The poolish came out fine as above. However, I then mixed up the poolish and the above remaining ingredients. As I was doing this, I was thinking to myself that this hydration was a bit high. I let the dough do its normal rest and then did the stretch and fold method for 3 minutes, then let it rest. I repeated the stretch and fold method at 25 minute intervals but the dough just did not seem to be coming together, it remained a very moist and weak structure.
I finally gave up on it developing any sort of strength and form. I elected to throw it into my breadpan and see what would happen. As expected, it didn’t turn out great. There was no good proofing and oven spring and it came out as an inedible brick.
Moist mess in the bread pan
Dense and not good flavoring
The above happened on Saturday. I worked Sunday and so to make myself feel better I whipped up a quick white bread boule (I did add a little whole wheat flour into it).
This bread had the following formula:
170 g bread flour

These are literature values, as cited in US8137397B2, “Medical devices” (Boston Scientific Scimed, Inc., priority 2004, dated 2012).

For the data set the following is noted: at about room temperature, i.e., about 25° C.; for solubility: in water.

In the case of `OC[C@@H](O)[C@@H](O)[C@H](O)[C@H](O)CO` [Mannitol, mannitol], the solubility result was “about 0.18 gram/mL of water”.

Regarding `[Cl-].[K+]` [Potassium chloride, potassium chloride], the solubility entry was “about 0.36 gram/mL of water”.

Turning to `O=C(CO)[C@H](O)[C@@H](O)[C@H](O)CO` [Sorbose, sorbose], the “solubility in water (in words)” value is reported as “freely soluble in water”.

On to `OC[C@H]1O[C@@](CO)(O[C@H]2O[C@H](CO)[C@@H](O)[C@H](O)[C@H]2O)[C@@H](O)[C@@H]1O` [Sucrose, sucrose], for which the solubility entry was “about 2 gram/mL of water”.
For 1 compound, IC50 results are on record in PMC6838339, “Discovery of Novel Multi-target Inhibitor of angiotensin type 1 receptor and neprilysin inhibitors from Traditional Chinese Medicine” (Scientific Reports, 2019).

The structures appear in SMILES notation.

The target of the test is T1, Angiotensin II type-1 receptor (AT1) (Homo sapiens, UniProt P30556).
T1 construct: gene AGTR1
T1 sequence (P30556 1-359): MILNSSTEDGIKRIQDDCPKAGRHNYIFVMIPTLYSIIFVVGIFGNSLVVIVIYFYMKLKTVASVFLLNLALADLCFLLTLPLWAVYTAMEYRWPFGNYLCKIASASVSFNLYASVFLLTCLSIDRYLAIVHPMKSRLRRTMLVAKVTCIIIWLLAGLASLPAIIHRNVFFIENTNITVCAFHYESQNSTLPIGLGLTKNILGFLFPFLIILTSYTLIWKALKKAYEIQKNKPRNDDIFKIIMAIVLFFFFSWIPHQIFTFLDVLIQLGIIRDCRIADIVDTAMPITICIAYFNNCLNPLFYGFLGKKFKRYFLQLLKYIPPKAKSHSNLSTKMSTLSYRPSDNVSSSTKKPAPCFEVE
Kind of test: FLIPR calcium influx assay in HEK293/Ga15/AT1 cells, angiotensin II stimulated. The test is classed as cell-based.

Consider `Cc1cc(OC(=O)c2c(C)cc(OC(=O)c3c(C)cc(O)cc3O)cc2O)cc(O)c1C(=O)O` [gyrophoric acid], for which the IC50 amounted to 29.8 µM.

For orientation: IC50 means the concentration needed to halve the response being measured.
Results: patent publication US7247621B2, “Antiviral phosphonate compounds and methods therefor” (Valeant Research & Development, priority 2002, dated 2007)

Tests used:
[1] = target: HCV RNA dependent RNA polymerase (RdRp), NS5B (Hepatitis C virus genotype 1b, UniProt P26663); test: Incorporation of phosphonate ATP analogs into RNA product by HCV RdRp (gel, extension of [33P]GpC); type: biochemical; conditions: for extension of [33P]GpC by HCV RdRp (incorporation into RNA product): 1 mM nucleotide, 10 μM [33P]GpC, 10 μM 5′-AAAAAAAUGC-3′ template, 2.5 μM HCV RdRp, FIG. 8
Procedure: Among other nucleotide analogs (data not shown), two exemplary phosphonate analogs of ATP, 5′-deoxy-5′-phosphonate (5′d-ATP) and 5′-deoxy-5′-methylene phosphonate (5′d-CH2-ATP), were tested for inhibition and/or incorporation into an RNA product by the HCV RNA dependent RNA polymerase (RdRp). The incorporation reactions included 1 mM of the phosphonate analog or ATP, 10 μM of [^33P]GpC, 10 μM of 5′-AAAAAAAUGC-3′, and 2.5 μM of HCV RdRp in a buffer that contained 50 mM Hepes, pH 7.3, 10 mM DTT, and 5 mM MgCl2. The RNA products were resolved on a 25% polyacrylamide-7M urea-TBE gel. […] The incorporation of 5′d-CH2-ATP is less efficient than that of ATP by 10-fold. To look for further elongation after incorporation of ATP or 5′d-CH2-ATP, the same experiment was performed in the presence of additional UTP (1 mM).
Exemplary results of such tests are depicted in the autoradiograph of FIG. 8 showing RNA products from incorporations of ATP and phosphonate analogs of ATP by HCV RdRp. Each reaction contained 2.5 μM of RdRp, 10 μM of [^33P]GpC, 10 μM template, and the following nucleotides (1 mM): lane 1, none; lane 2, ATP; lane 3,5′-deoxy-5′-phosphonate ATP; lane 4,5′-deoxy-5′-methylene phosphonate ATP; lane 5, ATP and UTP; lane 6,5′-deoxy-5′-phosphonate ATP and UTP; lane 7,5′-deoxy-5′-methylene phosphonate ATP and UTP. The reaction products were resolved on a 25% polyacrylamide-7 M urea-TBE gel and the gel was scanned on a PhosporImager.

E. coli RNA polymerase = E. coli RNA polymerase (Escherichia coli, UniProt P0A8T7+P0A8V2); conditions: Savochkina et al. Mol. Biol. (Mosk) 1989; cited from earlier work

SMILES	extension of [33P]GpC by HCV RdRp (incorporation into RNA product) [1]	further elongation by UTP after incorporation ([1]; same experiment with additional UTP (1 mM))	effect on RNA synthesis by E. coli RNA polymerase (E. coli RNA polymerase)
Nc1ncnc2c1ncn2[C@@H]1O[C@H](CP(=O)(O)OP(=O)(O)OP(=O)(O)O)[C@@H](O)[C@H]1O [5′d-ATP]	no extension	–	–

170 g water
1/4 tsp (2g) instant yeast
100 g bread flour + 30 g whole wheat flour
180 g water
10 g salt
3 g instant yeast
I mixed the poolish (overnight in fridge) with the remaining mixture and then let it sit for 30 minutes to allow some autlyse (let the flour absorb all the water). I then followed the Richard Bertinet slap and fold. I feel like I’m getting a better hold of this kneading method as the dough started to form up and come together after only about 10-12 minutes of kneading. I formed it into a ball and then let it bulk ferment for about 1.5 hours. It’s been warm here and the bread probably didn’t need to ferment that long but I also needed to fit my long run in so I let it go a little longer. I did 2 stretch and folds with 10 minutes between them. By now the dough had developed good gluten and structure. I was able to form the dough into a nice boule and did the drag method on the counter to create a nicely tensioned top portion of dough. I then placed it into a well floured cloth in a bowl to let it proof. After about 1 hour of proofing, I tossed it into my pre-heated dutch oven (450 F) and covered it. I let it cook for 20 minutes covered then removed the lid and turned the heat to 425 F and let it go another 20 minutes. By then it had a nice brown crust and I checked its internal temp (~195F).